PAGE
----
I got along fine with them when I courted my wife. I used to bring the kids a little treat when I came over, and they seemed to really enjoy my visits to the house. I thought things would be great when I moved in, but they were not. When I moved in everything changed. It was like I was in the way. They weren’t nice to me and made it clear that I didn’t belong.”
– A divorced father (Frieman, 2005, p. 158)

If you’re having problems with stepchildren, you’re certainly not alone. Many stepparents – including those who try really hard and are perfectly loveable parent figures – can struggle with stepchild problems as they work themselves into the new family. If the first impression with stepkids is positive, many people envision a happy stepfamily life with nothing but blue skies and sunshine ahead. This makes any problems that arise especially difficult to handle. But as Artlip, Artlip & Saltzman note, “Though positive first meetings with the children may be important to you, these first impressions can be deceiving. Sixty-three percent of our survey respondents reported that their first meetings with the children were positive. Yet this fact had no statistical correlation with later stepfamily success rates. After the wedding ceremony ends, ‘real life’ begins.” (1993, p. 33)

Reasons for discipline & behavioral problems among stepchildren

Children in stepfamily situations are often more unruly than other children. There are a number of reasons for this:

  1. Divorce itself is a traumatic experience. In terms of its measurable impact on kids, it’s often more damaging than most types of child abuse. Decades of research has linked divorce to behavioral problems in children. So in stepchildren, you’re not just getting kids who are new to you. There’s a good chance you’re getting injured or even severely damaged children – kids with attachment injuries or insecurity issues.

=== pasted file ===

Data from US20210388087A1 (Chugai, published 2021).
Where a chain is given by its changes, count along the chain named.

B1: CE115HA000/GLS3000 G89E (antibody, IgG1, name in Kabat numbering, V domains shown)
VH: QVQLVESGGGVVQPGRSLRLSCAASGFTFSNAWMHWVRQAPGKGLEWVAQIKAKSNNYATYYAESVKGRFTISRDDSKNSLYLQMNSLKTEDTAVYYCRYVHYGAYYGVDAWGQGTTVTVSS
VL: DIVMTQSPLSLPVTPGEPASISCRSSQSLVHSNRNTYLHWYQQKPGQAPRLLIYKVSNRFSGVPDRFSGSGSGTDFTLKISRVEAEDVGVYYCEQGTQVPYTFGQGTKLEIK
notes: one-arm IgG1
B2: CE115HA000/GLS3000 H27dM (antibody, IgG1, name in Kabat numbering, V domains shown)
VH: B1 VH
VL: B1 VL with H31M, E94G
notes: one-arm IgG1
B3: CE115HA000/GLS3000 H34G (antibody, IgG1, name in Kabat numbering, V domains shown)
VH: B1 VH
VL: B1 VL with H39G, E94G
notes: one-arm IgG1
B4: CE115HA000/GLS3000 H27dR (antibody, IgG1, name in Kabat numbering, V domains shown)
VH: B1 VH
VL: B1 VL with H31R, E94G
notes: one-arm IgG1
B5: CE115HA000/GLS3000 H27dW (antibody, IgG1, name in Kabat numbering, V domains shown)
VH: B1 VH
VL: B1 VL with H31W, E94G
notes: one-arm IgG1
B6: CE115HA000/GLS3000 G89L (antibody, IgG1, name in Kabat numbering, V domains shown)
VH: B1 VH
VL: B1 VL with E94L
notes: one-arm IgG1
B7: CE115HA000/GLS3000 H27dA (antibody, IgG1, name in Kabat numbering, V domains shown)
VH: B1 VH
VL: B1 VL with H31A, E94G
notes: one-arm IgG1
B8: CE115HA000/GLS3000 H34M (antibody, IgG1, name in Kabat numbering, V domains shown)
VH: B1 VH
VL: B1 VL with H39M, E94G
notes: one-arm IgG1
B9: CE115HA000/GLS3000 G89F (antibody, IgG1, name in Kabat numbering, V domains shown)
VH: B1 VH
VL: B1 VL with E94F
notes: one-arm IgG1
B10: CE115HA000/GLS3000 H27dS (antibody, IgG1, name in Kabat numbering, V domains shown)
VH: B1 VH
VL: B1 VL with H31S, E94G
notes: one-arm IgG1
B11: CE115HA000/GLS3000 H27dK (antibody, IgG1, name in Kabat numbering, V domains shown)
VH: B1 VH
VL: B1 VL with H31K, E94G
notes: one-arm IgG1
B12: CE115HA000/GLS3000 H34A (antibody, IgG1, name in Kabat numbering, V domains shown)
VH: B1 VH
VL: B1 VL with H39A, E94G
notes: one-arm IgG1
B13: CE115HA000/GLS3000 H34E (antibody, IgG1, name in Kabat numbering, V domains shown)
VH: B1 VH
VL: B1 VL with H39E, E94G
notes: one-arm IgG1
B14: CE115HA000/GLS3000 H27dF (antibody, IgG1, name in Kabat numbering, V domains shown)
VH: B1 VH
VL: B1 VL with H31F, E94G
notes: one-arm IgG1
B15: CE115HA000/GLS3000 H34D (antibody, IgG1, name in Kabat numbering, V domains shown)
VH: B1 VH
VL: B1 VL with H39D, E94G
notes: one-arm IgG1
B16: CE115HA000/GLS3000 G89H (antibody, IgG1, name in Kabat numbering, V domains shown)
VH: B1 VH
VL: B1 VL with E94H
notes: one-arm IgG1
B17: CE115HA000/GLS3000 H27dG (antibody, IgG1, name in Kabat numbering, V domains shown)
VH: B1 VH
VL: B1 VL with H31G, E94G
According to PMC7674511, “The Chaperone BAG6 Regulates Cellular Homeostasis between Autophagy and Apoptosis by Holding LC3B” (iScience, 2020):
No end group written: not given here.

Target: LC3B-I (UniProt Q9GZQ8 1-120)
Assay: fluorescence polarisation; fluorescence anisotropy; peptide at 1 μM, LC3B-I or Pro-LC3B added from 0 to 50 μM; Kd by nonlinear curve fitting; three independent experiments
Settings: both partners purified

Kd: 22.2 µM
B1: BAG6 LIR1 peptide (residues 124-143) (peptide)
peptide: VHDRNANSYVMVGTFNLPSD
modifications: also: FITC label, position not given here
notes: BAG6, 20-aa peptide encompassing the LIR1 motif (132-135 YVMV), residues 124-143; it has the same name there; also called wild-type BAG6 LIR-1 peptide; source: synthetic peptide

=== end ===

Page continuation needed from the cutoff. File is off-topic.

1. Divorced parents often feel guilty, and therefore let the children have their way more often. Kids can become quite skilled at playing parents over these guilt trips. The end result is a more permissive parenting style where children get their way most of the time.
  1. Single parenting is hard. Single parents are often busy. Therefore discipline can recede on account of this family structure alone. You may be inheriting children who aren’t accustomed to having structure or being told what to do.
  1. If kids are raw about what transpired in the old family and desire a return to what they see as “the good old days,” they may make it their mission to make your life difficult. As Elaine Shimberg writes, “They may still be angry with their parents for getting a divorce and their anger spills over to you just because you’re there.” (1999, p. 170)

Dealing with stepchild problems

Problems with stepchildren not only make life difficult, they have the potential to derail the entire family. Eighty-nine percent of men and women who experienced marital difficulties in a stepfamily situation stated that it was not easy to relate to their stepchildren. Eighty-one percent felt dissatisfied with the relationship they had, and 59% said that it seemed like stepchildren treated them worse AFTER the marriage than they did before. (Artlip et al., 1993)

Even if they don’t break up the family, problems with stepchildren can certainly strain the marriage. As one 32-year-old stepmother says, “The kid problems are behind us. From here on out, everything should work out pretty good. The problem is – I look at my husband now and think ‘I’m tired. I’m not in it anymore.’ …Who cares? That’s where I’m at. We’ve been fighting tigers for five years, and now that it’s stopping, I look at him and go: Do I really want him?” (ibid, pp. 211-212)

Types of problems with stepchildren

The rest of this chapter explores some of the specific problems you might face and talks about how to address them.

  • The conflict triangle
  • Stepkids refusing to let you get close
  • Stepkids being standoffish or sending the message that you don’t belong
  • And so on.

 

We’ve divided this chapter into several subsections and also provided some general tips that will help you in dealing with problems of all types. Keep in mind, however, that many of the solutions for these problems are universal, and so the solutions for one problem may help you with another. Therefore much of our advice on what to do if a stepchild is refusing to get close will also work when the kids are excluding you, and vice versa. So if you’re experiencing problems, we suggest reading through it all, because what helps with one issue might help with the problem you’re having.

Get tips for addressing common stepfamily problems, along with the wealth of other bonus material contained in our Stepfamily eBook, for just $4.99. All proceeds from your purchase go to help kids in need.